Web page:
1. Response about flawed humanity – The very beginning of the Bible makes some startling claims, but one of the most critical is that humans are made in the image of God. In fact, even though it goes on to teach that humans fell away from God, that did not change the fact that they were made in God’s image (Genesis 9:6). Being made in God’s image means a lot of things that we can’t get into here. But one of the things it most certainly points to is that humans function like pointers to and symbols of the Creator. In other worldviews, humans are not understood from this vantage point. So to understand how God’s self-revelation can legitimately be passed through humans, one has to first understand the special place of dignity, symbolism, and communication that humans have in the Biblical program. In other words, by the Bible’s very own testimony about the nature of humanity, God’s self-disclosure via humanity is not only possible – but by design. Much more could be said about this, but it is a critical starting point. One may not agree that humans are made in God’s image – but one cannot accuse the Bible of being internally inconsistent on this point.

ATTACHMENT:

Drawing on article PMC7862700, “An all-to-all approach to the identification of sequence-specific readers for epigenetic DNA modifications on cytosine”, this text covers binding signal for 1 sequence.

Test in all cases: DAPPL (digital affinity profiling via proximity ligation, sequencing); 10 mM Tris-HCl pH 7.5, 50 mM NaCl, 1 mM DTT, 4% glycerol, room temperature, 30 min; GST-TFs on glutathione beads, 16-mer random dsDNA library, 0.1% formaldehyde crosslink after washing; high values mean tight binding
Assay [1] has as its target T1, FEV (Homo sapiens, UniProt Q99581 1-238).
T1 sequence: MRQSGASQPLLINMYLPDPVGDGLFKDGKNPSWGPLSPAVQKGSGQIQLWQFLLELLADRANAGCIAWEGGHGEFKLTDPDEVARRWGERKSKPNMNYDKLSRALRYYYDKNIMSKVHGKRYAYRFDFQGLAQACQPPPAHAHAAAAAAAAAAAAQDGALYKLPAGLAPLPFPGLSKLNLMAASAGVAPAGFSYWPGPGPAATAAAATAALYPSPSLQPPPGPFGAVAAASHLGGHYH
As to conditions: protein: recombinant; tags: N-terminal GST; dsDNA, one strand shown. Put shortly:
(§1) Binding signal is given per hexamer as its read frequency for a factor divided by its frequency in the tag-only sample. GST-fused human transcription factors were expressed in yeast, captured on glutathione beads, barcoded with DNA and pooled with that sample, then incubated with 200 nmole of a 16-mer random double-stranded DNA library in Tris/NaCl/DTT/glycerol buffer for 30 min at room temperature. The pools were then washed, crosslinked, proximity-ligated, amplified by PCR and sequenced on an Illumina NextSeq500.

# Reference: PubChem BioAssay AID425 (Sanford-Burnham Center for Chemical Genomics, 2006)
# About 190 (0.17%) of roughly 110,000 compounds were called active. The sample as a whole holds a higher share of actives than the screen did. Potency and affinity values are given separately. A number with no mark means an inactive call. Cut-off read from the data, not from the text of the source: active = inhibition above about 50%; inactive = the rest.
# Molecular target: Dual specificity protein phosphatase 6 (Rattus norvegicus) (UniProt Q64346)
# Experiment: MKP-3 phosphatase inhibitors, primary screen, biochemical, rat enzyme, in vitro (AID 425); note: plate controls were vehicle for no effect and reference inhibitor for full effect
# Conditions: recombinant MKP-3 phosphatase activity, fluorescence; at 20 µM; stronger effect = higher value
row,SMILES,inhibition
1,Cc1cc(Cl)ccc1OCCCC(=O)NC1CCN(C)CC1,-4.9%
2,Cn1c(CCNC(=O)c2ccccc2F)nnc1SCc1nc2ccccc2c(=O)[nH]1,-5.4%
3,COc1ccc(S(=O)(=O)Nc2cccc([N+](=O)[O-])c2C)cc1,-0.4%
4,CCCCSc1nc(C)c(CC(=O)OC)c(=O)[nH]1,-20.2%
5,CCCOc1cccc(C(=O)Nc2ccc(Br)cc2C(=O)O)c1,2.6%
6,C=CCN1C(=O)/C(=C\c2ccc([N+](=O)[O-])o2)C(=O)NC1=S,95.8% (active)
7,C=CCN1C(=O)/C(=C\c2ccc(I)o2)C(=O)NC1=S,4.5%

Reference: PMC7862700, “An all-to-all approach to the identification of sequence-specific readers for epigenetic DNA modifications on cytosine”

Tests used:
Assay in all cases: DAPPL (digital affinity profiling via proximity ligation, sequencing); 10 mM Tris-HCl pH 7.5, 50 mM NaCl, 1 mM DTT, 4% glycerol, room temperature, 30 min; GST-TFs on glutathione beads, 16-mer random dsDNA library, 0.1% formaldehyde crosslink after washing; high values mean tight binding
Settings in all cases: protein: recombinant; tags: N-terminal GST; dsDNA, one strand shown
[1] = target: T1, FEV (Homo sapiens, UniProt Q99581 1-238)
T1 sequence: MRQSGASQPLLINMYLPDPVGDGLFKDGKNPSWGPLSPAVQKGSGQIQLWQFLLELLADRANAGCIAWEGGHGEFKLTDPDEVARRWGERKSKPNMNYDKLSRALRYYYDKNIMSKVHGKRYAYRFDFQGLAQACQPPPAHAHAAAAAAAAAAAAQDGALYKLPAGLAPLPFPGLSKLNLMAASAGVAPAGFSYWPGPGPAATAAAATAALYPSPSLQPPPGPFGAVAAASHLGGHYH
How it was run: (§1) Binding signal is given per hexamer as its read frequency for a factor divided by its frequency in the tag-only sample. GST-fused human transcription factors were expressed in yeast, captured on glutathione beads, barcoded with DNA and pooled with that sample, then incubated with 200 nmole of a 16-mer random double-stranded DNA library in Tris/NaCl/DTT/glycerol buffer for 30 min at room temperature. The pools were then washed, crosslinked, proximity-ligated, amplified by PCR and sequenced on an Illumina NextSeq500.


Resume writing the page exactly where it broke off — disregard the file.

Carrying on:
2. Response about age of Bible – Let’s start with a point of agreement. The Bible actually makes claims about the nature of its age and progressive revelation over time – and goes so far as to admit that many features of its revelation were temporary in nature (Hebrews 1:1ff). One of the most obvious is that the sacrificial system of the Old Testament was symbolic of the need for substitutionary atonement… pointing to the need for God’s ultimate Presence and Provision. Other examples abound, but the principle is correct at one level. Many dynamics and instructions of the Bible were not permanent and were for a special purpose at a particular time. But now to the disagreement… Yes, the Bible is old, so what? The age of something doesn’t de facto speak to its irrelevance. Do I even need to prove this point with examples? Are the works of Shakespeare worthless because they are old? Or are certain aspects of his work ageless? Isn’t it amazing that the Bible was endured and thrived for over 2,000 years? Doesn’t that kind of perseverance among disparate communities over the face of the earth deserve a little respect? A little curiosity? I think so…